Active Member
It seems there are a lot of understanding or commentaries regarding Romans 11th Chapter. What is your view?
Hi, Garrydons

Freelance and Sculelos appear to be expressing opinions not generally considered "Mainstream Messianic" as I have seen it described here. While they are certainly welcome to their opinions, I hope you don't get the impression that they represent the rest of us.

Here is my personal understanding of the "olive tree" parable of Romans 11. First of all, I consider the "cultivated olive" to be the Jewish PEOPLE, not any particular school of doctrine. In Jesus' day, Jesus was only one of many teachers of Judaism. Most of the others accepted or rejected one another according to their acknowledgement of certain teachers, such as Hillel and Shammai, who (if they actually existed, which I believe they did) followings of disciples. Jesus had his own following, devoted to him and not necessarily to those accepted by the other schools. That caused the latter to describe him and his as "unlearned", the disdain and animosity growing over the years until they began saying Jesus "had a devil".

Over the centuries, only one main sect of Jews has survived -- that of the Pharisees. All mainstream Jews belong to this sect; and even the miniscule sect of the Karaites are historically descended from them. In the early church, nearly all believers were ethnic Jews. Jesus himself was considered a Pharisee. We know this because the Pharisees, who were EXTREMELY careful about whom they ate with, invited Jesus into their homes to eat. Others who rejected Jesus, such as the Sadducees and Herodians, rejected him in the same way they rejected the other Pharisees. The PHARISEES, on the other hand, ultimately rejected Jesus because he did not affirm their legitimacy: He judged them by a standard they did not use among themselves, namely, the genuineness of their presumed devotion to God. That was the root of the intese hatred of the JEWS toward Jesus and his followers.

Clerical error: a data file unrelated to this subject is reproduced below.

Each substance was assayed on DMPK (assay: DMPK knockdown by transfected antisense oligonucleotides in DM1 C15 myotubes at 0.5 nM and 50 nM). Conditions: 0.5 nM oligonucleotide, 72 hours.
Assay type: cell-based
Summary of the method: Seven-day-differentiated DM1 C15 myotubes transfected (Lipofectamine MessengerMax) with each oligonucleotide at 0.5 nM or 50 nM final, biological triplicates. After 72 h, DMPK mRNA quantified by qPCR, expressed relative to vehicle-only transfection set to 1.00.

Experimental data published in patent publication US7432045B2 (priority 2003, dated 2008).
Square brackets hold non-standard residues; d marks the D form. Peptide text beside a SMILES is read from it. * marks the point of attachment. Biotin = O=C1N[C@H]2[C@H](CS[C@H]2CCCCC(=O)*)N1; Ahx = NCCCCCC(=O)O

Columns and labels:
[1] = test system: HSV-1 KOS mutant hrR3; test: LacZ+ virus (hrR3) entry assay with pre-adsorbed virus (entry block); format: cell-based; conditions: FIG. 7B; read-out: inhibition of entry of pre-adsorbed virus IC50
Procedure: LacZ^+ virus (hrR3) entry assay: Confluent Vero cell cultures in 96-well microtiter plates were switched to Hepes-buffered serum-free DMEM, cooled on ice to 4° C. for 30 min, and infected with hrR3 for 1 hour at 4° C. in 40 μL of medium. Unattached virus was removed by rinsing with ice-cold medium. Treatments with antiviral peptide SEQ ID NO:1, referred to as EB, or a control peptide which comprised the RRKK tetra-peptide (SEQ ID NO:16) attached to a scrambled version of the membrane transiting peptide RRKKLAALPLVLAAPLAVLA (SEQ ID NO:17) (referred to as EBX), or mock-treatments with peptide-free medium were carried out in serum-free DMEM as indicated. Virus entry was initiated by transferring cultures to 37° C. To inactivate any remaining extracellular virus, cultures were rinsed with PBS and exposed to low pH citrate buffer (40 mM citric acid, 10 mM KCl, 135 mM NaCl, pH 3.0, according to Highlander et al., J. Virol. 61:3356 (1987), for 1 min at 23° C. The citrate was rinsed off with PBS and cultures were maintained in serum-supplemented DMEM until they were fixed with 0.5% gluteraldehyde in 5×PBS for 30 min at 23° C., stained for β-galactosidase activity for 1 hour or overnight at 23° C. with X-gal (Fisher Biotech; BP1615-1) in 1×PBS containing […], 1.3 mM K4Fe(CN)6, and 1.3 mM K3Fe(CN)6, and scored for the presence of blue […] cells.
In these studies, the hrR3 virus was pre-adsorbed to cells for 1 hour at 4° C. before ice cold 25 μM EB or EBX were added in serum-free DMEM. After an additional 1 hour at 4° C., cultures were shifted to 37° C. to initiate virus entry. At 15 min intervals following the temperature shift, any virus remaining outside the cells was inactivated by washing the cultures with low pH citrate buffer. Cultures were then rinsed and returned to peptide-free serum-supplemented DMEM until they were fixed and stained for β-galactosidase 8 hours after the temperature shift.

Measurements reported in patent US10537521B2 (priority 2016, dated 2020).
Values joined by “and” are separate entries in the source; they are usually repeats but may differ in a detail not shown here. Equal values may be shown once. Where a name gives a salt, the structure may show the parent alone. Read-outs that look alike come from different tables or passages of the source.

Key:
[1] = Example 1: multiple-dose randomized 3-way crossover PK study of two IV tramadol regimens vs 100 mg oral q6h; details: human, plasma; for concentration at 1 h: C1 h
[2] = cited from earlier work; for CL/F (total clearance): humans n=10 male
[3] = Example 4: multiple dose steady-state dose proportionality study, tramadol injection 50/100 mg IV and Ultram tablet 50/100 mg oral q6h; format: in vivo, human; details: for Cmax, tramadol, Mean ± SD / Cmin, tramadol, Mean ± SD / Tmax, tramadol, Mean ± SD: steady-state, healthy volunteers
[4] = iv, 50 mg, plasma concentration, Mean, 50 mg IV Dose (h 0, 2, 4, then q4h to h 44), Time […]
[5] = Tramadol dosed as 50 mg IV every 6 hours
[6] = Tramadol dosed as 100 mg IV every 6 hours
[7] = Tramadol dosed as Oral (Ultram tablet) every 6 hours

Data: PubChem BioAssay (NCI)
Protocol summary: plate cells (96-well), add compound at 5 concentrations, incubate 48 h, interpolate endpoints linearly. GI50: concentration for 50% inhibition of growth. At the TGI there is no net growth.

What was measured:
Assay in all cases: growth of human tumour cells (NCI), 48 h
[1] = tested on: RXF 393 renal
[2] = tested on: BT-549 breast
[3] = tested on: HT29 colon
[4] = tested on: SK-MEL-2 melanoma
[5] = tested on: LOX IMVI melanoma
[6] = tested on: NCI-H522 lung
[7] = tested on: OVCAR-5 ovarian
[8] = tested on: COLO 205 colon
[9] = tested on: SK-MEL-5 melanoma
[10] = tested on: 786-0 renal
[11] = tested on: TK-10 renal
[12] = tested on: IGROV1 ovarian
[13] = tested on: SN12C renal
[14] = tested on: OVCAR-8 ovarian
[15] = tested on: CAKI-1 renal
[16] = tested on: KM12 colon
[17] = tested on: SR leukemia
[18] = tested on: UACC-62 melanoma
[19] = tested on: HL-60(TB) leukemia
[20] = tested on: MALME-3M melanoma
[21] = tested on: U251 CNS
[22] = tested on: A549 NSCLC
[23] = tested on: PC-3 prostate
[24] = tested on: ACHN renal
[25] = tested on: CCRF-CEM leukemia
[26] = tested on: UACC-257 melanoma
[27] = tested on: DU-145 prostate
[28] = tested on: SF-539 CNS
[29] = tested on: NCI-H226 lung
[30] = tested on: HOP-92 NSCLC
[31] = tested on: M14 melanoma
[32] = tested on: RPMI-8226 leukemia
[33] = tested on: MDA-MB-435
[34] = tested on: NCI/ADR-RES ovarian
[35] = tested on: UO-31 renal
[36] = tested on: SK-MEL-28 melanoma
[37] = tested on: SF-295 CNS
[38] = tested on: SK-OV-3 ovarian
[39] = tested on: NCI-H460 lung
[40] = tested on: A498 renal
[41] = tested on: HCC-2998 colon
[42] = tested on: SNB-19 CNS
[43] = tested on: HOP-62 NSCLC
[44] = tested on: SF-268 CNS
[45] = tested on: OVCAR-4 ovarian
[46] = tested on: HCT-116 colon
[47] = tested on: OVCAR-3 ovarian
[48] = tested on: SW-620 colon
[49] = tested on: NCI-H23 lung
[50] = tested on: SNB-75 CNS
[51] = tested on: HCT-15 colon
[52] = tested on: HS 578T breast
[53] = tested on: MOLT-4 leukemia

Christians also developed a studied, intense separation from the Jews. I believe this stemmed from the destruction of the Second Temple, which gentile Christians looked upon as a judgment by God of the Jewish people. This separation developed into genuine hatred, stoked by the natural antipathy the gentiles had towards the Jews: Pagan gentiles had developed a religiosity wherein they acknowledged and accepted one anothers' gods, whereas the Jews had insisted that THEIR God was the only legitimate one. Even when those pagans converted to Christianity, which was nominally derived from the Jewish faith, they kept this prejudice, which we know today by the names "Antisemitism" and "Anti-Zionism".

Paul gave the "olive tree" parable, to deal with this split which was, in his day, in its infancy. The olive tree was and is the nation of Israel, and the "cutting off", in Paul's view, was God's rejection of the UNBELIEVING (in Jesus as Messiah) Jews. Some natural branches remained in the tree, namely, believing Jews such as Paul himself. Others, such as Titus, were grafted into the JEWISH NATION, in Paul's eyes, because of their faith in Jesus. The "baptism" of John, and the subsequent practice of baptism into the church, were forms of the Jewish "mikvah" that is required to this day of converts.